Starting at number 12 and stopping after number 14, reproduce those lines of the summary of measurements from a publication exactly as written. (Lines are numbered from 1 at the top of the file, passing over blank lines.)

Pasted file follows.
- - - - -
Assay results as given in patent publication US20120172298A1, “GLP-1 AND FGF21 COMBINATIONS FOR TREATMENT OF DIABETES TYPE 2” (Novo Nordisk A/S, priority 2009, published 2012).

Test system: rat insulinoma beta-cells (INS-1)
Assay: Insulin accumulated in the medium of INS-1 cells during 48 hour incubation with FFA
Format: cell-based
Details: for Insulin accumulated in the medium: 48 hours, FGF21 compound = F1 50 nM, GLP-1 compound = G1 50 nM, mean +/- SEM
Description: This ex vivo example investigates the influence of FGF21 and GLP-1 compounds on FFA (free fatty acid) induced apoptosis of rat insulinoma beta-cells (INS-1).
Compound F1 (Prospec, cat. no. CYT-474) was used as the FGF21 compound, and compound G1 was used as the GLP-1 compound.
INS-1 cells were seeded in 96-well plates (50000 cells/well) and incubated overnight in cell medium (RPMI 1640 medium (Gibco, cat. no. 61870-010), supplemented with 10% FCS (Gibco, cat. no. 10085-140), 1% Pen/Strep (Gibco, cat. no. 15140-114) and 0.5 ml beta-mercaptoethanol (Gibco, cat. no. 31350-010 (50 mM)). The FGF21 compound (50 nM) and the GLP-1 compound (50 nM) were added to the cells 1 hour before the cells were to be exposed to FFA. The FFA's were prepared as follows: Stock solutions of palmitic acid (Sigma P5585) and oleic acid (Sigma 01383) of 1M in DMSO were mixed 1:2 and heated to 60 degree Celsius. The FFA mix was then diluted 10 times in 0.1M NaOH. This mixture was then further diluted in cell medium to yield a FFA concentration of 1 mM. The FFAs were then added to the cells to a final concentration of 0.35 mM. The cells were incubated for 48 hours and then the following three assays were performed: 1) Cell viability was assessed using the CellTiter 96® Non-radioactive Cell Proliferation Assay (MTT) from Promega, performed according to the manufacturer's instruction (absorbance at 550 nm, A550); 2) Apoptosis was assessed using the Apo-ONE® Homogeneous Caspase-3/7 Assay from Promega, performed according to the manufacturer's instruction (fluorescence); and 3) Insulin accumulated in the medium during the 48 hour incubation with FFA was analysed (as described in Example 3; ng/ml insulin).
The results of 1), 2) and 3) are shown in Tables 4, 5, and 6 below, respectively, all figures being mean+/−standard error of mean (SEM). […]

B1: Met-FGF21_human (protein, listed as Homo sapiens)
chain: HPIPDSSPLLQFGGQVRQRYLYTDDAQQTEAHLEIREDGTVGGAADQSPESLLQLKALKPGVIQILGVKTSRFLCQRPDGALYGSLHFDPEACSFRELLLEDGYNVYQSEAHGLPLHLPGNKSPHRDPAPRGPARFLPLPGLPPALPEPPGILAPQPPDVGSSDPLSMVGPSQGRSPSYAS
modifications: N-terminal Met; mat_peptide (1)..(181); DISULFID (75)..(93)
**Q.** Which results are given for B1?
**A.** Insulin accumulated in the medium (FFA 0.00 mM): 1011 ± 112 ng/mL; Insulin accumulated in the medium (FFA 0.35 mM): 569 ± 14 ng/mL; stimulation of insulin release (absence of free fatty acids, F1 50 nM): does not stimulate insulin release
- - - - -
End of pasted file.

modifications: N-terminal Met; mat_peptide (1)..(181); DISULFID (75)..(93)
**Q.** Which results are given for B1?
**A.** Insulin accumulated in the medium (FFA 0.00 mM): 1011 ± 112 ng/mL; Insulin accumulated in the medium (FFA 0.35 mM): 569 ± 14 ng/mL; stimulation of insulin release (absence of free fatty acids, F1 50 nM): does not stimulate insulin release